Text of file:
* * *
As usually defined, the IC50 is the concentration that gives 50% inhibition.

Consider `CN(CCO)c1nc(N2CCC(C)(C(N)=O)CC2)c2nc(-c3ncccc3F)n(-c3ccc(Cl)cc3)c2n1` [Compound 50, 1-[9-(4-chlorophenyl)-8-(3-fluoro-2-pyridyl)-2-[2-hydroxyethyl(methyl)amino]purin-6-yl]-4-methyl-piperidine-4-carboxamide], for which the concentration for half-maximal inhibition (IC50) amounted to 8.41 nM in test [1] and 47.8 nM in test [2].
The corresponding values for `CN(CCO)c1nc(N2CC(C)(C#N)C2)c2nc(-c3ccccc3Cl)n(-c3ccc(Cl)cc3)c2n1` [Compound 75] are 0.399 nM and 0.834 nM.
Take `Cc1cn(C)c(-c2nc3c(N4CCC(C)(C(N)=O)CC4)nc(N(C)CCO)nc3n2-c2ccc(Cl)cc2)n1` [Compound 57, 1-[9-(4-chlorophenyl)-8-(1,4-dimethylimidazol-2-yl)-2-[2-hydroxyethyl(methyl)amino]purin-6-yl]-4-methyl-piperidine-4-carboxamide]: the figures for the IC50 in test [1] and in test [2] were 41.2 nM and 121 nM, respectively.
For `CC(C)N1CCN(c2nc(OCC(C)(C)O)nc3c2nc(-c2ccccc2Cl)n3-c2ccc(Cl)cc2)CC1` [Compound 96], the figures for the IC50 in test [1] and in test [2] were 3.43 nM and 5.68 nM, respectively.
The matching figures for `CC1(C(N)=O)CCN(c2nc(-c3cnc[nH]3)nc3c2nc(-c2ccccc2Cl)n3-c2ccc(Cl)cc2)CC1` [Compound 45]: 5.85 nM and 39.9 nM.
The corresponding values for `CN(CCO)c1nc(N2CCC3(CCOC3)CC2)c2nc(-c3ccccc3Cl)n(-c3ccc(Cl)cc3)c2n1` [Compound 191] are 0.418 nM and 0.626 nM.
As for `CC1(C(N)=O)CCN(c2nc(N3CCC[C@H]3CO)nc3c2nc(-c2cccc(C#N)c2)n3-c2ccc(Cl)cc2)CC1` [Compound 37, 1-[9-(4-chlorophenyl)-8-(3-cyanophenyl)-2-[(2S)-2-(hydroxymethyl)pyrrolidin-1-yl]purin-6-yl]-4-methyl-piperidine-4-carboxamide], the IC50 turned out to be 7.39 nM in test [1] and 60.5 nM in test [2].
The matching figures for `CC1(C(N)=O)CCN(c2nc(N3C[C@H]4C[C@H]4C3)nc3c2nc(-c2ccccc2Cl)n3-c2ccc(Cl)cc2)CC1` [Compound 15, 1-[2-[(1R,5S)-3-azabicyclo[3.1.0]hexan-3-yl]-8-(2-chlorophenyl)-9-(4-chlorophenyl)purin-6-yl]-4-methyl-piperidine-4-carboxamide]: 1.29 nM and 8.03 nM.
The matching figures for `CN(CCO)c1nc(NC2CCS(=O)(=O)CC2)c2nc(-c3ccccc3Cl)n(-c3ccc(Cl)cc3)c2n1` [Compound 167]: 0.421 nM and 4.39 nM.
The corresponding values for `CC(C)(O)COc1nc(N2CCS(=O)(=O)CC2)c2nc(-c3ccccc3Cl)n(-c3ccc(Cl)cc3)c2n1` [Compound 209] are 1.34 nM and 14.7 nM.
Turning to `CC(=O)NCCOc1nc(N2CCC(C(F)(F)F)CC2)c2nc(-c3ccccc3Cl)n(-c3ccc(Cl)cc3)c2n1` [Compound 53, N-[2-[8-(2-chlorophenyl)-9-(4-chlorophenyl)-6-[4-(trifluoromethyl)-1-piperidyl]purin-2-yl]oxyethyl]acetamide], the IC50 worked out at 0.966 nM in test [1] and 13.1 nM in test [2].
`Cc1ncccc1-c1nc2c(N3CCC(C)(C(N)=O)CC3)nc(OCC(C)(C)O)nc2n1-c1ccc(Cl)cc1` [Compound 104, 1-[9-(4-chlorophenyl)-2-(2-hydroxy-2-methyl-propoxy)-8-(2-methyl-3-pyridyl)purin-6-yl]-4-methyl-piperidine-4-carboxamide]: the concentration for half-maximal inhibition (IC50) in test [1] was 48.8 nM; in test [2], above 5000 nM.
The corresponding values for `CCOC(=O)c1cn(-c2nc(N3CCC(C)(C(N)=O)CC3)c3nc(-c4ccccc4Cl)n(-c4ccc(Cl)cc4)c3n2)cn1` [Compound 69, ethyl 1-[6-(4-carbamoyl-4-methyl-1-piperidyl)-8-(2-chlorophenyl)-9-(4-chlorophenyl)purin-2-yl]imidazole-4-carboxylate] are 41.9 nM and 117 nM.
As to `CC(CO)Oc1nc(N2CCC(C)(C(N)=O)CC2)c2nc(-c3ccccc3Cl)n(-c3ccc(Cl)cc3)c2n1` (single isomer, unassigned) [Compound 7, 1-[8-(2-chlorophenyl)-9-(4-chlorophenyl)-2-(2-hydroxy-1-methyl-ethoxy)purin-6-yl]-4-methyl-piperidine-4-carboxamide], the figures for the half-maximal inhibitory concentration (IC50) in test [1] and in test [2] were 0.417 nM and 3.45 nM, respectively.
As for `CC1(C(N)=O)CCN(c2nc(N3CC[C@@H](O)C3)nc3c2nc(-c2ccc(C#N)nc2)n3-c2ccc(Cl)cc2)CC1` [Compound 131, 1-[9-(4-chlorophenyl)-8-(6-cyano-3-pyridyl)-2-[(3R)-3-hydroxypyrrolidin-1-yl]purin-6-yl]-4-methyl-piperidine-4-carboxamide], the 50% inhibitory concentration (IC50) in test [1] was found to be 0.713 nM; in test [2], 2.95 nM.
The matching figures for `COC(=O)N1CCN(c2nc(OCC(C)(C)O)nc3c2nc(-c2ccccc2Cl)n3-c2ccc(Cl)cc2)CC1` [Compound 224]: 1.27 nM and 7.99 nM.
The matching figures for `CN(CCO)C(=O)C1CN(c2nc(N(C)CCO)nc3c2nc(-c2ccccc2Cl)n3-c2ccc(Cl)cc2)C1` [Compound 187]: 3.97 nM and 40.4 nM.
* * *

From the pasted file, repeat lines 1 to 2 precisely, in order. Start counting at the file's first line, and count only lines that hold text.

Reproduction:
As usually defined, the IC50 is the concentration that gives 50% inhibition.

Consider `CN(CCO)c1nc(N2CCC(C)(C(N)=O)CC2)c2nc(-c3ncccc3F)n(-c3ccc(Cl)cc3)c2n1` [Compound 50, 1-[9-(4-chlorophenyl)-8-(3-fluoro-2-pyridyl)-2-[2-hydroxyethyl(methyl)amino]purin-6-yl]-4-methyl-piperidine-4-carboxamide], for which the concentration for half-maximal inhibition (IC50) amounted to 8.41 nM in test [1] and 47.8 nM in test [2].